Court rejects Connecticut officials’ bid to keep secret a police report on hospital patient’s death

Aug 29, 2023, 1:12 PM

HARTFORD, Conn. (AP) — Police reports about deaths and other incidents in public hospitals cannot be kept secret, the Connecticut Supreme Court ruled Tuesday, citing the importance of government transparency and the public’s right to know what happened.

A majority of the justices rejected an attempt by state officials to prevent the release of a police report about a patient who reportedly choked to death on food in 2016 while being restrained by staff members at Connecticut’s only maximum-security psychiatric hospital for the criminally insane.

State officials argued the report was confidential under the patient-psychiatrist privilege as well as under the federal medical privacy law, the Health Insurance Portability and Accountability Act, or HIPAA.

While the court majority acknowledged the harm that could result from publicly releasing a patient’s medical information, “we must also acknowledge the unfortunate and undeniable reality that governmental secrecy can be used to conceal governmental abuse, corruption, and neglect.”

Four justices joined the majority opinion, which ordered the release of the report with some patient information redacted. Chief Justice Richard Robinson, in a partial dissent, agreed the report should be released but believed more information should be made confidential. Two justices said the report should not be disclosed.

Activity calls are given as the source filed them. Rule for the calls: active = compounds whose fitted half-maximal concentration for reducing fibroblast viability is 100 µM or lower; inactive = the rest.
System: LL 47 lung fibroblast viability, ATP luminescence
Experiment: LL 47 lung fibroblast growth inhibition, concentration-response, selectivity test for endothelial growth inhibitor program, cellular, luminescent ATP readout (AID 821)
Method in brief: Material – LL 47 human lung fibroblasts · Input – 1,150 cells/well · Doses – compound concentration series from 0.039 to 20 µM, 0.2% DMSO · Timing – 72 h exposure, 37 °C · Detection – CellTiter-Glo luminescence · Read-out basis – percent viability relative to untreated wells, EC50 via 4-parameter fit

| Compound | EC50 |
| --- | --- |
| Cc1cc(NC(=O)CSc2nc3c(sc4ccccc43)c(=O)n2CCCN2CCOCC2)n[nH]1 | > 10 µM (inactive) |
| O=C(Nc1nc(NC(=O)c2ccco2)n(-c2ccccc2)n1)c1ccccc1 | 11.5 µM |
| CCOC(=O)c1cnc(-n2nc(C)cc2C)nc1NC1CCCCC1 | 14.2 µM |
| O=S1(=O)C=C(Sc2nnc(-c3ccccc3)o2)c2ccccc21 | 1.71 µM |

“The decision ensures that an untimely death which occurs when a patient is under the custody, control or care of a public institution will be investigated thoroughly and that the cause will not be shielded from public view,” said Colleen Murphy, executive director and general counsel of the state Freedom of Information Commission.

The state attorney general’s office, which argued against releasing the report, said Tuesday afternoon that it was working on a response to the ruling.

The legal case was sparked by a request under state public records law for the police report by Hartford Courant reporter Josh Kovner in 2017. Kovner, who died in 2020, requested the report from the state Department of Mental Health and Addiction Services and the agency’s police force.

The report is about the December 2016 death of a patient at the Whiting Forensic Hospital in Middletown, which is overseen by the Department of Mental Health and Addiction Services, or DMHAS. The hospital treats people acquitted of crimes by reason of insanity as well as other patients.